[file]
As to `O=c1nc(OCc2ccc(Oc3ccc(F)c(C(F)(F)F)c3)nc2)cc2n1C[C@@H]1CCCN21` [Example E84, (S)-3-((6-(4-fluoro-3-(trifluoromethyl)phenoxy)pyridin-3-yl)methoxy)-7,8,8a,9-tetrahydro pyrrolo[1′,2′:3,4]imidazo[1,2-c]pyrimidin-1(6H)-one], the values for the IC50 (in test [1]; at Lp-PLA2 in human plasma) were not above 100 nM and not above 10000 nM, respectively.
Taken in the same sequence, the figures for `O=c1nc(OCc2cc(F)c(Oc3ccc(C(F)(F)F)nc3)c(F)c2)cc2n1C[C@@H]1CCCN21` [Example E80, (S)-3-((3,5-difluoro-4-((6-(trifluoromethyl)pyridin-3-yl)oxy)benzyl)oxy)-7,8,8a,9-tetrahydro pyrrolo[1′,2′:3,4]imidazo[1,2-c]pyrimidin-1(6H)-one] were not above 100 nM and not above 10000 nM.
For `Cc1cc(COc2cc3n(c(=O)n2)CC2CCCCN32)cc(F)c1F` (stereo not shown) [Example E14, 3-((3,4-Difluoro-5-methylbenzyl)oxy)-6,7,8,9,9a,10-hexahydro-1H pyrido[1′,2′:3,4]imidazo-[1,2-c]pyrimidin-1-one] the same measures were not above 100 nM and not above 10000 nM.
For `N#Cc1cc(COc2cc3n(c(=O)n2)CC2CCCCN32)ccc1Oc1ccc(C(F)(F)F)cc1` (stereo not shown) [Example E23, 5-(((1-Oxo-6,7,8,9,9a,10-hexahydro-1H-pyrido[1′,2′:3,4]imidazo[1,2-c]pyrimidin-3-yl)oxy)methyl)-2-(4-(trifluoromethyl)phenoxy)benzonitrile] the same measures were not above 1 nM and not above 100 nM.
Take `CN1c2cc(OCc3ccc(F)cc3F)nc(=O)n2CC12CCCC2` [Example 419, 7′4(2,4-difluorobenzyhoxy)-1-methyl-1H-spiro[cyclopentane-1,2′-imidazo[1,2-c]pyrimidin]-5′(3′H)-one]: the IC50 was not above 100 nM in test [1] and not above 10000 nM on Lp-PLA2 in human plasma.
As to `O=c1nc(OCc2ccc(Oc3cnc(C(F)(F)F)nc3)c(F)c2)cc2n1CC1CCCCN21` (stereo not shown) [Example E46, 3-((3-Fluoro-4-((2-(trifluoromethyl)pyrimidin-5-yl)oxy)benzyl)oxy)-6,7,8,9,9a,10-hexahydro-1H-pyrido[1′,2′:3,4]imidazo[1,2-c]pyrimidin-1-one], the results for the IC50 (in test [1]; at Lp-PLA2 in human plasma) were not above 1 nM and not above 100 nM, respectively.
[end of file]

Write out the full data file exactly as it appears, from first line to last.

As to `O=c1nc(OCc2ccc(Oc3ccc(F)c(C(F)(F)F)c3)nc2)cc2n1C[C@@H]1CCCN21` [Example E84, (S)-3-((6-(4-fluoro-3-(trifluoromethyl)phenoxy)pyridin-3-yl)methoxy)-7,8,8a,9-tetrahydro pyrrolo[1′,2′:3,4]imidazo[1,2-c]pyrimidin-1(6H)-one], the values for the IC50 (in test [1]; at Lp-PLA2 in human plasma) were not above 100 nM and not above 10000 nM, respectively.
Taken in the same sequence, the figures for `O=c1nc(OCc2cc(F)c(Oc3ccc(C(F)(F)F)nc3)c(F)c2)cc2n1C[C@@H]1CCCN21` [Example E80, (S)-3-((3,5-difluoro-4-((6-(trifluoromethyl)pyridin-3-yl)oxy)benzyl)oxy)-7,8,8a,9-tetrahydro pyrrolo[1′,2′:3,4]imidazo[1,2-c]pyrimidin-1(6H)-one] were not above 100 nM and not above 10000 nM.
For `Cc1cc(COc2cc3n(c(=O)n2)CC2CCCCN32)cc(F)c1F` (stereo not shown) [Example E14, 3-((3,4-Difluoro-5-methylbenzyl)oxy)-6,7,8,9,9a,10-hexahydro-1H pyrido[1′,2′:3,4]imidazo-[1,2-c]pyrimidin-1-one] the same measures were not above 100 nM and not above 10000 nM.
For `N#Cc1cc(COc2cc3n(c(=O)n2)CC2CCCCN32)ccc1Oc1ccc(C(F)(F)F)cc1` (stereo not shown) [Example E23, 5-(((1-Oxo-6,7,8,9,9a,10-hexahydro-1H-pyrido[1′,2′:3,4]imidazo[1,2-c]pyrimidin-3-yl)oxy)methyl)-2-(4-(trifluoromethyl)phenoxy)benzonitrile] the same measures were not above 1 nM and not above 100 nM.
Take `CN1c2cc(OCc3ccc(F)cc3F)nc(=O)n2CC12CCCC2` [Example 419, 7′4(2,4-difluorobenzyhoxy)-1-methyl-1H-spiro[cyclopentane-1,2′-imidazo[1,2-c]pyrimidin]-5′(3′H)-one]: the IC50 was not above 100 nM in test [1] and not above 10000 nM on Lp-PLA2 in human plasma.
As to `O=c1nc(OCc2ccc(Oc3cnc(C(F)(F)F)nc3)c(F)c2)cc2n1CC1CCCCN21` (stereo not shown) [Example E46, 3-((3-Fluoro-4-((2-(trifluoromethyl)pyrimidin-5-yl)oxy)benzyl)oxy)-6,7,8,9,9a,10-hexahydro-1H-pyrido[1′,2′:3,4]imidazo[1,2-c]pyrimidin-1-one], the results for the IC50 (in test [1]; at Lp-PLA2 in human plasma) were not above 1 nM and not above 100 nM, respectively.